Tuesday, July 10, 2007

More reasons to care about the Freedom of Information Act reform bill stalled in the Senate

The Rural Blog and the Institute for Rural Journalism and Community Issues are not advocates -- except for coverage of issues, and laws that help journalists perform their First Amendment functions. That's why we keep reminding you that the House has passed a bill to improve the Freedom of Information Act and the Senate is sitting on it, because of a "hold" by Sen. Jon Kyl, R-Ariz.

Perhaps the biggest problem with the 41-year-old FOIA is that costly lawsuits are often the only way to challenge federal agencies' denial of records or get them to even respond to records requests. Most states have an official, such as the attorney general, to provide a quick, inexpensive appeal. The bill in Congress would create a FOIA ombudsman to mediate disputes between agencies and record-seekers. It would also restore meaningful deadlines for agency, create real consequences for agencies that miss deadlines; clarify that FOIA applies to agency records held by outside private contractors and set up a FOIA hotline service. For details on the bill, from sponsor Sen. Patrick Leahy, D-Vt., click here.

Some requests filed almost 20 years ago are still pending, according to the Knight Open Government Survey released July 2 by the National Security Archive at George Washington University. "In January, the archive filed FOIA requests with 87 federal agencies for copies of their 10 oldest open or pending requests," writes Stephanie Kanowitz, Web editor for Federal Computer Week magazine. "Five agencies — the State Department, Air Force, CIA and the Justice Department’s Criminal Division and FBI — reported FOIA requests that have been pending for at least 15 years, according to the report. Other findings include: Ten agencies misreported their oldest pending FOIA requests to Congress in their fiscal 2006 Annual FOIA Reports, which are required by law; 10 agencies misrepresented their FOIA backlogs to Congress; several agencies contradicted their own responses to the archive’s two previous “10 oldest” audits by reporting requests this year that were significantly older than those they produced in 2003 or 2005.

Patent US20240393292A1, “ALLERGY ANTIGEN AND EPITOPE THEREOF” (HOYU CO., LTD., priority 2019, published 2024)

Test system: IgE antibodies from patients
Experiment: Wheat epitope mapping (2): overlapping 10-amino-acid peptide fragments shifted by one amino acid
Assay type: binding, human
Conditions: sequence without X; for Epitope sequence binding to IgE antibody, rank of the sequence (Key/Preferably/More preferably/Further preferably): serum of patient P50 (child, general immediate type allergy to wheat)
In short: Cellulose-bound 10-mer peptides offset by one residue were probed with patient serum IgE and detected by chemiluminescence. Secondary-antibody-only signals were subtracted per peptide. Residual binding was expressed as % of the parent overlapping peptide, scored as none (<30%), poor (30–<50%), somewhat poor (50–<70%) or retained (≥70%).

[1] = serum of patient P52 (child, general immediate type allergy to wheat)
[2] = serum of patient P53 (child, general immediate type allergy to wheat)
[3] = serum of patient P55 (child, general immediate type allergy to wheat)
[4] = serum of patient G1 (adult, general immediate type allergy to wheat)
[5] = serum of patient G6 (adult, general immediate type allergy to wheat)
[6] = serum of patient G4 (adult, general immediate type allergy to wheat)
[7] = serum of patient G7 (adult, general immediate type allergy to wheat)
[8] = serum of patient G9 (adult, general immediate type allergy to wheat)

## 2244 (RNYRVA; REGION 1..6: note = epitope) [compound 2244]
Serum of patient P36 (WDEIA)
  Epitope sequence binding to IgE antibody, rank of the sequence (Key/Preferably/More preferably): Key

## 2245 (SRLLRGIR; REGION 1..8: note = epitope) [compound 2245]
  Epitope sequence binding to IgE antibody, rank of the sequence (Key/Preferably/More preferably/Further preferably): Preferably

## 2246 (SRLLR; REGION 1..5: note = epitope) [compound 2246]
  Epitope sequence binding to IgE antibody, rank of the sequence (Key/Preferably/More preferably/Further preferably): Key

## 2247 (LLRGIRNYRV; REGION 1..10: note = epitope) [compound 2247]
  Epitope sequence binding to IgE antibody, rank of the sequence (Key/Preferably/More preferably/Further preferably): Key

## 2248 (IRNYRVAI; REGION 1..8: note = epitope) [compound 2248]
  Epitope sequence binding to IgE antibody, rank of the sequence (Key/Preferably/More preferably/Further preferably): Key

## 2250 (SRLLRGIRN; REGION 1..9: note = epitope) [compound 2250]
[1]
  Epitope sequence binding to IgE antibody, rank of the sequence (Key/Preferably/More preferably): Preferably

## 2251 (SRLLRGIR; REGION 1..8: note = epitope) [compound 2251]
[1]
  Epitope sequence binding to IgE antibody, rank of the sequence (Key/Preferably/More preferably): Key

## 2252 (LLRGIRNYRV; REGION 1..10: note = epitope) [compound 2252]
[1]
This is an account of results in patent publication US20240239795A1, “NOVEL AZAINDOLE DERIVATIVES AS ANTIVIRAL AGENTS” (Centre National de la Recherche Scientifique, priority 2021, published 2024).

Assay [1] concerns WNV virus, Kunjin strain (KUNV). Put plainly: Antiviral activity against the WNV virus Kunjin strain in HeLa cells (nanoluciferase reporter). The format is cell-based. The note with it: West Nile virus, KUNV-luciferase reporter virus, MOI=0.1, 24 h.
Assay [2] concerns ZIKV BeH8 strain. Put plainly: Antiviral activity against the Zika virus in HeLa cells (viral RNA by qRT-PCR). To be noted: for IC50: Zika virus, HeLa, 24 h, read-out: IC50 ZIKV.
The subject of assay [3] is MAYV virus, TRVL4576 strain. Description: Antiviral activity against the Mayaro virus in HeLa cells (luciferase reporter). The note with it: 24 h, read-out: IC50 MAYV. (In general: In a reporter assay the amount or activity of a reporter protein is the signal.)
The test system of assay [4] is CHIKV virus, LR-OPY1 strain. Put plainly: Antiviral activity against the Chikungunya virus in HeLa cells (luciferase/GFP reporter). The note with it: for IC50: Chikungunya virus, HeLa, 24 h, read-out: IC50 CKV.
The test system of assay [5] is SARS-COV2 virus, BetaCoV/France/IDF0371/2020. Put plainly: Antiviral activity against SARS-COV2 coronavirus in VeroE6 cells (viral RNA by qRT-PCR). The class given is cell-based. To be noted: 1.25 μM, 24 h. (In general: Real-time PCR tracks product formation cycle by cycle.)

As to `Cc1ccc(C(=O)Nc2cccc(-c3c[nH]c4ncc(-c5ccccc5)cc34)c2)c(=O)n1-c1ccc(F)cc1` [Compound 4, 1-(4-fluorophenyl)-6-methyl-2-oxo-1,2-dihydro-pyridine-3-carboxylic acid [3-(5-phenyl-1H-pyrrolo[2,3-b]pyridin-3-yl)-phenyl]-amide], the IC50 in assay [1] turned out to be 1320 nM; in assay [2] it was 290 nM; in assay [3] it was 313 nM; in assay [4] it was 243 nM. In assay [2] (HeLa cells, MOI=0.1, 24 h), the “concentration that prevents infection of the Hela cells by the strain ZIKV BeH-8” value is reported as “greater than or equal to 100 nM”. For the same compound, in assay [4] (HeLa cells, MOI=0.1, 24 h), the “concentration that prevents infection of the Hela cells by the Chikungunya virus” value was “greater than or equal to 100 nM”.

So, why should rural journalists care about FOIA? Because it opens to door to information in federal agencies that can have a lot to do with things in your area -- crime, education, the environment and federal spending, to name a few. If you think the act needs improving, write about it -- and ask your senator about it the next time he or she comes to visit. For an example, from the Kentucky New Era, see the third item below.

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